Baby Walkers May Delay Children's Development
baby walkers get infants moving before they are able to on their
own, this early locomotion may actually delay babies' physical and
mental development, US researchers report.
The large trays on all newer-model walkers that protect a scurrying
infant from accidents also prevent babies from seeing their legs as
they move and from grasping objects around them. This deprives
babies of the visual feedback that may help them learn to move
through space, according to researchers led by Dr. Roger V. Burton,
of the department of psychology at the State University of New York
In the October issue of the Journal of Developmental and Behavioral
Pediatrics, the researchers report study results showing that babies
who used newer-style walkers may be slower than other babies in
reaching developmental milestones, including sitting up, crawling,
and walking. These babies may also be delayed in the development of
memory, learning, and language skills.
Studying 109 babies, the investigators found that while babies who
used the newer walkers showed normal development, they sat upright,
crawled and walked later than babies who never used a walker and
those who used outdated walkers, which allow babies to see their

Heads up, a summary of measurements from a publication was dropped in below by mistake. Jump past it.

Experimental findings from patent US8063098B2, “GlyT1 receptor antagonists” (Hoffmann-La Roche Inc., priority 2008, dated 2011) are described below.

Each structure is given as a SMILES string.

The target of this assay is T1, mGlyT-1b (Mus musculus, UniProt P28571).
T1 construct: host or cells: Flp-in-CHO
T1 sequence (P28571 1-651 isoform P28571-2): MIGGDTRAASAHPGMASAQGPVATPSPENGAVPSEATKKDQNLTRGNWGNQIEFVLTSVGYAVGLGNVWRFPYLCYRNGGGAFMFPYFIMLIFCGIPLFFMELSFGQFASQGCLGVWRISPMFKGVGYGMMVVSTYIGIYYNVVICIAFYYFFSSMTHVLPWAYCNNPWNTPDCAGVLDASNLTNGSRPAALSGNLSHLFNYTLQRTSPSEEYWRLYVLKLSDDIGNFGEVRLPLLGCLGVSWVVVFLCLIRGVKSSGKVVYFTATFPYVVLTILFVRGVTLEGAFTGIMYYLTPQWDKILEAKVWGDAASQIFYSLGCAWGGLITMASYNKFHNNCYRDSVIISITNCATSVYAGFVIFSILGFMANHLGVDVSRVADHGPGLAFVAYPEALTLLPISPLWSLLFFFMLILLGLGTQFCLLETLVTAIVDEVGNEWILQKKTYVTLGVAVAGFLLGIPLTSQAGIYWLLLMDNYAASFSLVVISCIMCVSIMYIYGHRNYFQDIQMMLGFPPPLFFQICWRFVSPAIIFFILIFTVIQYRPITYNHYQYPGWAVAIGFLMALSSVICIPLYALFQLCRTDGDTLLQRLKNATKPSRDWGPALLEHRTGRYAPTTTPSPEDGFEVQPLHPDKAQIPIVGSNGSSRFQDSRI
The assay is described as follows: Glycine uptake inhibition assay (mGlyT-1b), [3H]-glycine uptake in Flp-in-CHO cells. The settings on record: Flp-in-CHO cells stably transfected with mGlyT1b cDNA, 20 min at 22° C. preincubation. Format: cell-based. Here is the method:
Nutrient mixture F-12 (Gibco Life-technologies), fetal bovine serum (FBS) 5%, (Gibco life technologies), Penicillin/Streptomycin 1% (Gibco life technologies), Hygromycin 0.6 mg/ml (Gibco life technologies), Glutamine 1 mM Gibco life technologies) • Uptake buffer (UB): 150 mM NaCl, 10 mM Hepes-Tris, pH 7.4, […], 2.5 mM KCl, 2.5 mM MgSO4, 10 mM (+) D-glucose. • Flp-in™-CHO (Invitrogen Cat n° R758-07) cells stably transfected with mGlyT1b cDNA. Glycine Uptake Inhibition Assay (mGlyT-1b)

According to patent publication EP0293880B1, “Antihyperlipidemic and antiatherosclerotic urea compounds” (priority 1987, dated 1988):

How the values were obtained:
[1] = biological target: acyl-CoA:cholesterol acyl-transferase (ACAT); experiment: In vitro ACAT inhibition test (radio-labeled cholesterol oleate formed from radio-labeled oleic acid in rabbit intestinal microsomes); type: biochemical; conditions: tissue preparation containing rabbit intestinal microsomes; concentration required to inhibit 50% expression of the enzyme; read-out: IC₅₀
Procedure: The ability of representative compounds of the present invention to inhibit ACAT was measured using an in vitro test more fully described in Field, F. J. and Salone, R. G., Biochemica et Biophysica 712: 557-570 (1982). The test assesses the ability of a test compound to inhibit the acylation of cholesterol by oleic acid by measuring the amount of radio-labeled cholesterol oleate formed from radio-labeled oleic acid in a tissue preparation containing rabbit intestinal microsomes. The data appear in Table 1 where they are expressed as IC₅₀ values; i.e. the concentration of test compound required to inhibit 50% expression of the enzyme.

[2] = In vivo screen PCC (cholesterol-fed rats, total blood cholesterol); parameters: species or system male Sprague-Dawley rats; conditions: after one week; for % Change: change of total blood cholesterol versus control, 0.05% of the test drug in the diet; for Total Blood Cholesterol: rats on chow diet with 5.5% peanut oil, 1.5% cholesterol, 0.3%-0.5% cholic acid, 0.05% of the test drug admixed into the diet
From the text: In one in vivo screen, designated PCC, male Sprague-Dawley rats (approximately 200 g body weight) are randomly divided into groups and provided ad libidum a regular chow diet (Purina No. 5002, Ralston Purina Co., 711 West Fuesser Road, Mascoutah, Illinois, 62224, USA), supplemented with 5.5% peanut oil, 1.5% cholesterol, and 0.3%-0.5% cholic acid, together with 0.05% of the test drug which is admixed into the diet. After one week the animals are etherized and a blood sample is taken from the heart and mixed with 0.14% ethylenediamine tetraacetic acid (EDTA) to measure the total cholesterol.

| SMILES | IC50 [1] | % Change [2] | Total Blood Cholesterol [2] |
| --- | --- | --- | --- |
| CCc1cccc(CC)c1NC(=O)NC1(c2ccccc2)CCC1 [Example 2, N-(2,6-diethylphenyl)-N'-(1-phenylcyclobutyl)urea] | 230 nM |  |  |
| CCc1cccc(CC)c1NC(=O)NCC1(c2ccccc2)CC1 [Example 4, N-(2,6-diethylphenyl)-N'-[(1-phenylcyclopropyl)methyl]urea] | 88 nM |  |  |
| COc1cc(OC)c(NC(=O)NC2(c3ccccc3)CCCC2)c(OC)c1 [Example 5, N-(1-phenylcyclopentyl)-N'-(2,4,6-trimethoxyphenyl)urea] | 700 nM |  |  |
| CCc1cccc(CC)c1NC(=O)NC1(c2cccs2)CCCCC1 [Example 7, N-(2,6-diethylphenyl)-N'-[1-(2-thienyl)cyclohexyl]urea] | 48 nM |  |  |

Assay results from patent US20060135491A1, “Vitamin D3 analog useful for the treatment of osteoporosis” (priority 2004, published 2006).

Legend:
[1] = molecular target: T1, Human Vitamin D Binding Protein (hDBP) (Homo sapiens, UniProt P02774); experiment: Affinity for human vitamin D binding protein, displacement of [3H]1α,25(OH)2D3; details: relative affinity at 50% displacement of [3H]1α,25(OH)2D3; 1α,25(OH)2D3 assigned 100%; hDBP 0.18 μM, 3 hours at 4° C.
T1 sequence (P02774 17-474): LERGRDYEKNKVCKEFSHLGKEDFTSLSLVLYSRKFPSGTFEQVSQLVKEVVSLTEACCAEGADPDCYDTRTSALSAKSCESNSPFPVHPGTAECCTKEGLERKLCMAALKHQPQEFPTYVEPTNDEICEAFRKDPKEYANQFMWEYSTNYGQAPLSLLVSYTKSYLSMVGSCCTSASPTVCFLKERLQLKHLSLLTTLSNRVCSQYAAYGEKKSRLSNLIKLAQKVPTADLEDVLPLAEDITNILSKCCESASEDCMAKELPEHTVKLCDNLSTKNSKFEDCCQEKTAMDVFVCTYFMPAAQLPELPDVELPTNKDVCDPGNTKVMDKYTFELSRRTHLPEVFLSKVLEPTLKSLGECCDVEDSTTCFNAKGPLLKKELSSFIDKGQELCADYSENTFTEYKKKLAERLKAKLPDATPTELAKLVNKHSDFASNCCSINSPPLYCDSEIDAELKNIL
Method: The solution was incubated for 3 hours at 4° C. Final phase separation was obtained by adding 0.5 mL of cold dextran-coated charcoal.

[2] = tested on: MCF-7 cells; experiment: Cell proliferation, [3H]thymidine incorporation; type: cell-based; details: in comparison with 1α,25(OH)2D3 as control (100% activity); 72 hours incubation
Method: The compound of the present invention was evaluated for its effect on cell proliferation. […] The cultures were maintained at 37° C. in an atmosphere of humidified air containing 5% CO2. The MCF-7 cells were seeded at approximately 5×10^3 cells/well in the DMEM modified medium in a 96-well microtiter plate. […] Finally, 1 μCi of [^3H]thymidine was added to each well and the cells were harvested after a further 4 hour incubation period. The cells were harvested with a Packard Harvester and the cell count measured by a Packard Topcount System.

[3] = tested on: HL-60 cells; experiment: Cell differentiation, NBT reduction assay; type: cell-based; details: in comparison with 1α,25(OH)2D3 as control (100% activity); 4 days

legs and grasp objects. Babies who used new-style walkers, for
example, took their first steps at 11.6 months, on average;
no-walker babies and those with old-style, "see-feet"
walkers began walking at ages 10.8 and 10.7 months, respectively.
On a standard test of mental development, no-walker babies had the
highest average score, followed by babies who used
"see-feet" walkers and those who used newer walkers.
The babies were initially tested at 6, 9 or 12 months of age, then
again 3 months later. Since no baby was tested beyond 15 months, the
researchers could not determine whether walker use could have
long-term effects. "It is likely," they report, "that
normal infants will catch up with their no-walker peers when they
walk and are no longer restricted by being put into a walker."
In addition, while Burton's team did factor in parents' education,
other factors that could influence a baby's development, such as the
parents' occupation and social class, were not studied. Nearly all
families in the study were white and middle-class.
However, the authors note, other investigators have found that in
developmentally-challenged babies, babies born prematurely and very
young infants, walkers may be particularly likely to cause problems
with balance and alignment.
And besides the evidence of developmental delays with walker use,
there is a growing consensus that the devices pose a safety hazard,
according to the report. The study authors cite a 1994 report from
the Consumer Product Safety Commission that held baby walkers
responsible for more injuries than any other children's product.
Since 1995, the American Academy of Pediatrics (AAP) has maintained
that there should be a "ban on the manufacture and sale of
mobile infant walkers in the US." In light of the new study
findings, the AAP is also stressing that parents should be made
aware of the "lack of benefits" to walker use. Taken
together, the investigators conclude, the evidence on baby walkers
suggests their use is "ill-advised."